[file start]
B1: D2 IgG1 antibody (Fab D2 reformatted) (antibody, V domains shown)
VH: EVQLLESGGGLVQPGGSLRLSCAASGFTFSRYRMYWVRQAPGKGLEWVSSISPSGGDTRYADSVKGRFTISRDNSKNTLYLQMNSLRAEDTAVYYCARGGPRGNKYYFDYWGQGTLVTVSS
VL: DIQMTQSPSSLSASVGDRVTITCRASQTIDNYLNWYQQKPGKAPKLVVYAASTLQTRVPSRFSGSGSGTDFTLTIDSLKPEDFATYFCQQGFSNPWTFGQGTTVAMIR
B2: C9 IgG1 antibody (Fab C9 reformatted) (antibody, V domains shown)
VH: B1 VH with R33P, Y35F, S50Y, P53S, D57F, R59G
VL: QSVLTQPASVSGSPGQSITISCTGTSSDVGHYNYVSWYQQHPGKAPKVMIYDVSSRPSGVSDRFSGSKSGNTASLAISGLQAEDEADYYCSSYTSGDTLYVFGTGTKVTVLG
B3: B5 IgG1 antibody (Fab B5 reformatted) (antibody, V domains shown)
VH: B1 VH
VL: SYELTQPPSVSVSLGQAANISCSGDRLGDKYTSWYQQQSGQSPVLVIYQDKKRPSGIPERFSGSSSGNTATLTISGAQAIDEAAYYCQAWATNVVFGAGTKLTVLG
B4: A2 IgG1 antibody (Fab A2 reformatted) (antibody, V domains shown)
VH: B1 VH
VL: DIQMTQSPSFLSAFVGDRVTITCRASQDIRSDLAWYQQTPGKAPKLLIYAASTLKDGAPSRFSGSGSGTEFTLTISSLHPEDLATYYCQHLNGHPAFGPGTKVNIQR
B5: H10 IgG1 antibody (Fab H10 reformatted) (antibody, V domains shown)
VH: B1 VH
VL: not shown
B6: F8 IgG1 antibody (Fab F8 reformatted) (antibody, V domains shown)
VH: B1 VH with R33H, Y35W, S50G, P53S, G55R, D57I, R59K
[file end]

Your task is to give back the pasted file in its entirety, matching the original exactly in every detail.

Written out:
B1: D2 IgG1 antibody (Fab D2 reformatted) (antibody, V domains shown)
VH: EVQLLESGGGLVQPGGSLRLSCAASGFTFSRYRMYWVRQAPGKGLEWVSSISPSGGDTRYADSVKGRFTISRDNSKNTLYLQMNSLRAEDTAVYYCARGGPRGNKYYFDYWGQGTLVTVSS
VL: DIQMTQSPSSLSASVGDRVTITCRASQTIDNYLNWYQQKPGKAPKLVVYAASTLQTRVPSRFSGSGSGTDFTLTIDSLKPEDFATYFCQQGFSNPWTFGQGTTVAMIR
B2: C9 IgG1 antibody (Fab C9 reformatted) (antibody, V domains shown)
VH: B1 VH with R33P, Y35F, S50Y, P53S, D57F, R59G
VL: QSVLTQPASVSGSPGQSITISCTGTSSDVGHYNYVSWYQQHPGKAPKVMIYDVSSRPSGVSDRFSGSKSGNTASLAISGLQAEDEADYYCSSYTSGDTLYVFGTGTKVTVLG
B3: B5 IgG1 antibody (Fab B5 reformatted) (antibody, V domains shown)
VH: B1 VH
VL: SYELTQPPSVSVSLGQAANISCSGDRLGDKYTSWYQQQSGQSPVLVIYQDKKRPSGIPERFSGSSSGNTATLTISGAQAIDEAAYYCQAWATNVVFGAGTKLTVLG
B4: A2 IgG1 antibody (Fab A2 reformatted) (antibody, V domains shown)
VH: B1 VH
VL: DIQMTQSPSFLSAFVGDRVTITCRASQDIRSDLAWYQQTPGKAPKLLIYAASTLKDGAPSRFSGSGSGTEFTLTISSLHPEDLATYYCQHLNGHPAFGPGTKVNIQR
B5: H10 IgG1 antibody (Fab H10 reformatted) (antibody, V domains shown)
VH: B1 VH
VL: not shown
B6: F8 IgG1 antibody (Fab F8 reformatted) (antibody, V domains shown)
VH: B1 VH with R33H, Y35W, S50G, P53S, G55R, D57I, R59K